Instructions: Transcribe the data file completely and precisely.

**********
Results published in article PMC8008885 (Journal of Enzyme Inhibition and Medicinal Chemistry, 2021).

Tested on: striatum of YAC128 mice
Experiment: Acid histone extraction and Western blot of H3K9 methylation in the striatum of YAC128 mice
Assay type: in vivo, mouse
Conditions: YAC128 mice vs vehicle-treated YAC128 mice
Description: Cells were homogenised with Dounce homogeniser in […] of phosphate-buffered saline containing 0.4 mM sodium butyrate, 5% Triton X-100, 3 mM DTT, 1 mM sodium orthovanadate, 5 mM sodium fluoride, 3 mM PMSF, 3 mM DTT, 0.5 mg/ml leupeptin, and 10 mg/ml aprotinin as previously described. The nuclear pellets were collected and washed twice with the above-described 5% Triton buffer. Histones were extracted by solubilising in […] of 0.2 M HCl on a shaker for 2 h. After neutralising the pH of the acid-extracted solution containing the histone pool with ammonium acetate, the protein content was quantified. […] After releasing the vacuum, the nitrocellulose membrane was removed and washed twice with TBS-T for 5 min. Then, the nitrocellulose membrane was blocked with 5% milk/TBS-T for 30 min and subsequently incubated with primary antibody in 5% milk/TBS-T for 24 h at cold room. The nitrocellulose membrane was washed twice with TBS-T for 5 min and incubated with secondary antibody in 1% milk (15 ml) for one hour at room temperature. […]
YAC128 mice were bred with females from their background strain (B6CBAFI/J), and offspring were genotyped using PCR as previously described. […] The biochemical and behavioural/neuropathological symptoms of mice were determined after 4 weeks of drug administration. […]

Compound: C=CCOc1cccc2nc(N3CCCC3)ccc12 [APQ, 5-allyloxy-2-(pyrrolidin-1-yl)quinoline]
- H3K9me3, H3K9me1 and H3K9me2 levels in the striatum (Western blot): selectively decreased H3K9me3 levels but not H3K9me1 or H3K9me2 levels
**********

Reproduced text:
Results published in article PMC8008885 (Journal of Enzyme Inhibition and Medicinal Chemistry, 2021).

Tested on: striatum of YAC128 mice
Experiment: Acid histone extraction and Western blot of H3K9 methylation in the striatum of YAC128 mice
Assay type: in vivo, mouse
Conditions: YAC128 mice vs vehicle-treated YAC128 mice
Description: Cells were homogenised with Dounce homogeniser in […] of phosphate-buffered saline containing 0.4 mM sodium butyrate, 5% Triton X-100, 3 mM DTT, 1 mM sodium orthovanadate, 5 mM sodium fluoride, 3 mM PMSF, 3 mM DTT, 0.5 mg/ml leupeptin, and 10 mg/ml aprotinin as previously described. The nuclear pellets were collected and washed twice with the above-described 5% Triton buffer. Histones were extracted by solubilising in […] of 0.2 M HCl on a shaker for 2 h. After neutralising the pH of the acid-extracted solution containing the histone pool with ammonium acetate, the protein content was quantified. […] After releasing the vacuum, the nitrocellulose membrane was removed and washed twice with TBS-T for 5 min. Then, the nitrocellulose membrane was blocked with 5% milk/TBS-T for 30 min and subsequently incubated with primary antibody in 5% milk/TBS-T for 24 h at cold room. The nitrocellulose membrane was washed twice with TBS-T for 5 min and incubated with secondary antibody in 1% milk (15 ml) for one hour at room temperature. […]
YAC128 mice were bred with females from their background strain (B6CBAFI/J), and offspring were genotyped using PCR as previously described. […] The biochemical and behavioural/neuropathological symptoms of mice were determined after 4 weeks of drug administration. […]

Compound: C=CCOc1cccc2nc(N3CCCC3)ccc12 [APQ, 5-allyloxy-2-(pyrrolidin-1-yl)quinoline]
- H3K9me3, H3K9me1 and H3K9me2 levels in the striatum (Western blot): selectively decreased H3K9me3 levels but not H3K9me1 or H3K9me2 levels